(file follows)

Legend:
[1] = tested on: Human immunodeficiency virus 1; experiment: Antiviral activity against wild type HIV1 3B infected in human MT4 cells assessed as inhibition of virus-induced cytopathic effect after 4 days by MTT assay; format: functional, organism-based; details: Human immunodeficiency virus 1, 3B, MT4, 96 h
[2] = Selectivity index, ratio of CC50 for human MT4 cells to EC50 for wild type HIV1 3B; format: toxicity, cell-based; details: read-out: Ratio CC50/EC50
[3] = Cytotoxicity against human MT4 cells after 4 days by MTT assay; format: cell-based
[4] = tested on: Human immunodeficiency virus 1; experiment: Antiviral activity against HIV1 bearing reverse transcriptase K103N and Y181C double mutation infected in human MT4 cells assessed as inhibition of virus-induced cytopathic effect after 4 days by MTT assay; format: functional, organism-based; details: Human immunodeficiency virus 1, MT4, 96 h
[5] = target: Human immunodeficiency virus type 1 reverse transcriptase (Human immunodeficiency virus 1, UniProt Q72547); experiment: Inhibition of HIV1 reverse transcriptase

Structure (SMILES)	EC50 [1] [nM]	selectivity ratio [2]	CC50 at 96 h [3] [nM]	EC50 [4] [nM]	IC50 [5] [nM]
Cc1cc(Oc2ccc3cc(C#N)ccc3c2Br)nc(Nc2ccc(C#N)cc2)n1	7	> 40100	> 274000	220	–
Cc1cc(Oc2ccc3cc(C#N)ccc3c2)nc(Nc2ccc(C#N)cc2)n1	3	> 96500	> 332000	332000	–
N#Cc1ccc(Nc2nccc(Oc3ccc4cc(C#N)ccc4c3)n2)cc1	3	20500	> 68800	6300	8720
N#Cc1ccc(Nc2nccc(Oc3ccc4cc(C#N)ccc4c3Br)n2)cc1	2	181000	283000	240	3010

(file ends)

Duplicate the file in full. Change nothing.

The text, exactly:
Legend:
[1] = tested on: Human immunodeficiency virus 1; experiment: Antiviral activity against wild type HIV1 3B infected in human MT4 cells assessed as inhibition of virus-induced cytopathic effect after 4 days by MTT assay; format: functional, organism-based; details: Human immunodeficiency virus 1, 3B, MT4, 96 h
[2] = Selectivity index, ratio of CC50 for human MT4 cells to EC50 for wild type HIV1 3B; format: toxicity, cell-based; details: read-out: Ratio CC50/EC50
[3] = Cytotoxicity against human MT4 cells after 4 days by MTT assay; format: cell-based
[4] = tested on: Human immunodeficiency virus 1; experiment: Antiviral activity against HIV1 bearing reverse transcriptase K103N and Y181C double mutation infected in human MT4 cells assessed as inhibition of virus-induced cytopathic effect after 4 days by MTT assay; format: functional, organism-based; details: Human immunodeficiency virus 1, MT4, 96 h
[5] = target: Human immunodeficiency virus type 1 reverse transcriptase (Human immunodeficiency virus 1, UniProt Q72547); experiment: Inhibition of HIV1 reverse transcriptase

Structure (SMILES)	EC50 [1] [nM]	selectivity ratio [2]	CC50 at 96 h [3] [nM]	EC50 [4] [nM]	IC50 [5] [nM]
Cc1cc(Oc2ccc3cc(C#N)ccc3c2Br)nc(Nc2ccc(C#N)cc2)n1	7	> 40100	> 274000	220	–
Cc1cc(Oc2ccc3cc(C#N)ccc3c2)nc(Nc2ccc(C#N)cc2)n1	3	> 96500	> 332000	332000	–
N#Cc1ccc(Nc2nccc(Oc3ccc4cc(C#N)ccc4c3)n2)cc1	3	20500	> 68800	6300	8720
N#Cc1ccc(Nc2nccc(Oc3ccc4cc(C#N)ccc4c3Br)n2)cc1	2	181000	283000	240	3010